I’ve considered myself a writer for years, but a storyteller? I thought that just came with the territory. It wasn’t until I listened to an interview between Write Practice founder Joe Bunting, and writer Kevin Kaiser that I realized the two are very different.
The Difference Between a Writer and a Storyteller
A writer, by definition, is: “a person who uses written words in various styles and techniques to communicate ideas.” A storyteller, on the other hand, is someone who conveys events in words, images, or sounds.
So why does it matter which one you are?
Here’s what C.S. Lewis has to say in The Horse and His Boy.
For in Calormen, story-telling (whether the stories are true or made up) is a thing you’re taught, just as English boys and girls are taught essay-writing. The difference is that people want to hear the stories, whereas I never heard of anyone who wanted to read the essays.
I remember the essays I used to write in High School, and trust me, no one wants to read those. But the book I’m working on about the Syrian refugees? That is something that might interest my readers a little more.
Just because we are taught how to write perfectly and place our commas in just the right spot, it means nothing if no one is going to read it.
How to Become a Storyteller
How do you become a storyteller then?
Have you ever read a book you couldn’t put down? Or a novel you were so engrossed in that you forgot about the world around you? That is a sign of a great storyteller.
Great storytellers are writers like J.K. Rowling, Stephen King, and Ted Dekker. They have sold millions of books because they know how to tell a really good story.
But how do they write such good stories?
The first way, according to our friend Kevin, is that they’ve lived them.
1. Live Within Your Story
Stories are about characters that transform through a journey. In order for someone to experience the journey as a reader, you must first experience this journey as the storyteller. Only then will you be able to tell the kind of story that really matters.
There’s a huge difference between describing to someone the beauty of the Himalayan Mountain Range after you’ve hiked it yourself and simply imagining what it might be like. You’ve smelled the air, heard the sounds, and experienced the place rather than looking at a picture or a video and doing your best to describe it.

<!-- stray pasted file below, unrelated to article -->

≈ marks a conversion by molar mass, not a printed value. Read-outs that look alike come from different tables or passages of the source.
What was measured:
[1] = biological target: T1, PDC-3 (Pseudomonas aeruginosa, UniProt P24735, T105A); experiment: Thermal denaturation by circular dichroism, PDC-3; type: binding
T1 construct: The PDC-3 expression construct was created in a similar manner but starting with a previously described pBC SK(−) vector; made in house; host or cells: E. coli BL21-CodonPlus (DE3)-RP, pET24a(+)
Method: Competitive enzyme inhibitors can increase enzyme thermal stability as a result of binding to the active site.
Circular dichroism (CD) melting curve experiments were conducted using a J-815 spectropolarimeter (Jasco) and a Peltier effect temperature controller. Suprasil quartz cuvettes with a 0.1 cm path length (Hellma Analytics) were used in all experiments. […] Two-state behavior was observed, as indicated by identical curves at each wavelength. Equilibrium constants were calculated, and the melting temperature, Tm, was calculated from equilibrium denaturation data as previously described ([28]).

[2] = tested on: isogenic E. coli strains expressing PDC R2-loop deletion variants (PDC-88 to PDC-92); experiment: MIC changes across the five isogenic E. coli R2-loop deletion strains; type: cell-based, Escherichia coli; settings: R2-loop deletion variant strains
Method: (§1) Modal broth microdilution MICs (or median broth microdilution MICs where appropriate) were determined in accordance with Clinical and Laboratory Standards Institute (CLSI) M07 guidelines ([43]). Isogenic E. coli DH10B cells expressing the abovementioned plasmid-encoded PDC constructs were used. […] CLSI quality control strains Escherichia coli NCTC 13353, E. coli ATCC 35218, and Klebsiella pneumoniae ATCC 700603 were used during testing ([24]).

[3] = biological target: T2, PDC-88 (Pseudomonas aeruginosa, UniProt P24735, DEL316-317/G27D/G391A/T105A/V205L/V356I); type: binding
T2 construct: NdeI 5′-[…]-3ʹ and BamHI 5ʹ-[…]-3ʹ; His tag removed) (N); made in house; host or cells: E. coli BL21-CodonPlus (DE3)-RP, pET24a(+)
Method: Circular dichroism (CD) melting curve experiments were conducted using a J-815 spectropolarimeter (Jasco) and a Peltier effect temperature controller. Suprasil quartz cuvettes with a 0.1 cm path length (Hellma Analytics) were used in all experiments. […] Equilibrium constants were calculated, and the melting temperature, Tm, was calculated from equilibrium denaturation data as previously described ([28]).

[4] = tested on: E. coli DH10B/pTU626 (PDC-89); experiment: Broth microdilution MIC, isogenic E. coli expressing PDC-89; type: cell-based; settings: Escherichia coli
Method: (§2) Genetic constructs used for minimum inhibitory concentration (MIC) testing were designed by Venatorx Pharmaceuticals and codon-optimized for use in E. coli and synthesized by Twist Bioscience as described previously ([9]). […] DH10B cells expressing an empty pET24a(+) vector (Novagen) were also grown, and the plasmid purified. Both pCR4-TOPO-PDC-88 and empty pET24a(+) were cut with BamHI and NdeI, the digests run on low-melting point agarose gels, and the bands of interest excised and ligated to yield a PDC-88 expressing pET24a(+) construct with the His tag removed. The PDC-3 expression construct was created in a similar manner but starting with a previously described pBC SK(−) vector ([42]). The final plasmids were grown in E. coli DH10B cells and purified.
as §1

The same goes for writing stories. The most captivating stories have been lived. Good writing can be taught in classrooms, but good storytelling comes from experience.
2. Make Writing a Part of Your Story
And then of course, after all that living, you have to practice the writing. The second way to write a good story is to write it again and again and again.
A quote often attributed to Nathaniel Hawthorne is, “Easy reading is damned hard writing.” So, if we want our readers to fly through our book’s pages like the last Harry Potter novel, we must know that it’s going to take some work.
That is the foundational principle of this blog, to help you become a better writer by making you practice. Storytellers practice too.
The Benefit of Storytelling
An idea that I recently adopted is to try and make my writing invisible. This is the benefit of storytelling.
In the middle of an incredible story, your reader shouldn’t even see the words on the page.And instead, completely capturing your reader into another world entirely.
It’s like driving somewhere in a car and then completely forgetting how you got there.
A few years ago, I arrived at the hospital after finding out my dad had a major heart attack. I don’t remember holding the steering wheel, or taking exit seven, or where I parked my car because the story unfolding around me was so much bigger than the vessel that was bringing me there.
This is what you want to accomplish for your readers. This is what storytelling does. Bring them on a journey they barely realize they are taking.
Are you a writer or a storyteller? Tell us in the comments below.
Tell me a story.
Take fifteen minutes and write a story, but not just any story. Tell of a journey you’ve been on, literally or figuratively.
Do you know what falling in love feels like? How about heartbreak?
Have you climbed the Andes mountains or flown to a foreign land?
Share your story in the comments section. Make sure you leave feedback for your fellow writers on their stories as well.
I can’t wait to read them!